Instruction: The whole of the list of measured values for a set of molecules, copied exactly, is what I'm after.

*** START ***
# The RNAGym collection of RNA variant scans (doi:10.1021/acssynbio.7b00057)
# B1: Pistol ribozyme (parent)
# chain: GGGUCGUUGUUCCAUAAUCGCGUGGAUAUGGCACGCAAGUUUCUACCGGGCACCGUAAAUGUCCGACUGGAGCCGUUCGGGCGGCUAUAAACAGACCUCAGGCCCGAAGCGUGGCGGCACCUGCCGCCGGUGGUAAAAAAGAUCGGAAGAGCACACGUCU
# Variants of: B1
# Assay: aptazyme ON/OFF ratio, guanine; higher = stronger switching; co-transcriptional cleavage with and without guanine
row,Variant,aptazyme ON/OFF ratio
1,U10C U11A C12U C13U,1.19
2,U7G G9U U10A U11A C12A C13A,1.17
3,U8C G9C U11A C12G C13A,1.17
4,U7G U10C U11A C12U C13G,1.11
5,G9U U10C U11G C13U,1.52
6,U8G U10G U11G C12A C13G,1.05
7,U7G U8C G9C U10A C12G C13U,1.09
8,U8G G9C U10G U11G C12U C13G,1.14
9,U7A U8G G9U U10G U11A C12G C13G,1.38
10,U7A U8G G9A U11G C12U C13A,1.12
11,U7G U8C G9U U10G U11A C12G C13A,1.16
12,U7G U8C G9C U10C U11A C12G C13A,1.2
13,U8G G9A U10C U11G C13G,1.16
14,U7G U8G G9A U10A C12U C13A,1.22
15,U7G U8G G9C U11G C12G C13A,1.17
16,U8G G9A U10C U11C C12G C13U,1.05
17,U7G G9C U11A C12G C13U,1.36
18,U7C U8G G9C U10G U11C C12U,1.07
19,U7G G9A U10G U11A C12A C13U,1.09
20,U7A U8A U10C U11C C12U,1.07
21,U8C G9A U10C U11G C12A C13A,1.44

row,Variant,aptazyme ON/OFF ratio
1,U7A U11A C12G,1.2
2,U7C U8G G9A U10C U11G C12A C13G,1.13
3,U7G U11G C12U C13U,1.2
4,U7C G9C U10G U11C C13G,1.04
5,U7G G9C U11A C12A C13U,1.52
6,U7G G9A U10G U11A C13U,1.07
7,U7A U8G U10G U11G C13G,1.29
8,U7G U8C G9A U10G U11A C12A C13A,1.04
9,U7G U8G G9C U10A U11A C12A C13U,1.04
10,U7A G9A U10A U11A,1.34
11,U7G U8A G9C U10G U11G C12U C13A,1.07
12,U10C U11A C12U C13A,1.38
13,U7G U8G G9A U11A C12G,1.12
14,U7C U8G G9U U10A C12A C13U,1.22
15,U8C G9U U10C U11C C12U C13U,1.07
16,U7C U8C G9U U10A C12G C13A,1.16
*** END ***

# The RNAGym collection of RNA variant scans (doi:10.1021/acssynbio.7b00057)
# B1: Pistol ribozyme (parent)
# chain: GGGUCGUUGUUCCAUAAUCGCGUGGAUAUGGCACGCAAGUUUCUACCGGGCACCGUAAAUGUCCGACUGGAGCCGUUCGGGCGGCUAUAAACAGACCUCAGGCCCGAAGCGUGGCGGCACCUGCCGCCGGUGGUAAAAAAGAUCGGAAGAGCACACGUCU
# Variants of: B1
# Assay: aptazyme ON/OFF ratio, guanine; higher = stronger switching; co-transcriptional cleavage with and without guanine
row,Variant,aptazyme ON/OFF ratio
1,U10C U11A C12U C13U,1.19
2,U7G G9U U10A U11A C12A C13A,1.17
3,U8C G9C U11A C12G C13A,1.17
4,U7G U10C U11A C12U C13G,1.11
5,G9U U10C U11G C13U,1.52
6,U8G U10G U11G C12A C13G,1.05
7,U7G U8C G9C U10A C12G C13U,1.09
8,U8G G9C U10G U11G C12U C13G,1.14
9,U7A U8G G9U U10G U11A C12G C13G,1.38
10,U7A U8G G9A U11G C12U C13A,1.12
11,U7G U8C G9U U10G U11A C12G C13A,1.16
12,U7G U8C G9C U10C U11A C12G C13A,1.2
13,U8G G9A U10C U11G C13G,1.16
14,U7G U8G G9A U10A C12U C13A,1.22
15,U7G U8G G9C U11G C12G C13A,1.17
16,U8G G9A U10C U11C C12G C13U,1.05
17,U7G G9C U11A C12G C13U,1.36
18,U7C U8G G9C U10G U11C C12U,1.07
19,U7G G9A U10G U11A C12A C13U,1.09
20,U7A U8A U10C U11C C12U,1.07
21,U8C G9A U10C U11G C12A C13A,1.44

row,Variant,aptazyme ON/OFF ratio
1,U7A U11A C12G,1.2
2,U7C U8G G9A U10C U11G C12A C13G,1.13
3,U7G U11G C12U C13U,1.2
4,U7C G9C U10G U11C C13G,1.04
5,U7G G9C U11A C12A C13U,1.52
6,U7G G9A U10G U11A C13U,1.07
7,U7A U8G U10G U11G C13G,1.29
8,U7G U8C G9A U10G U11A C12A C13A,1.04
9,U7G U8G G9C U10A U11A C12A C13U,1.04
10,U7A G9A U10A U11A,1.34
11,U7G U8A G9C U10G U11G C12U C13A,1.07
12,U10C U11A C12U C13A,1.38
13,U7G U8G G9A U11A C12G,1.12
14,U7C U8G G9U U10A C12A C13U,1.22
15,U8C G9U U10C U11C C12U C13U,1.07
16,U7C U8C G9U U10A C12G C13A,1.16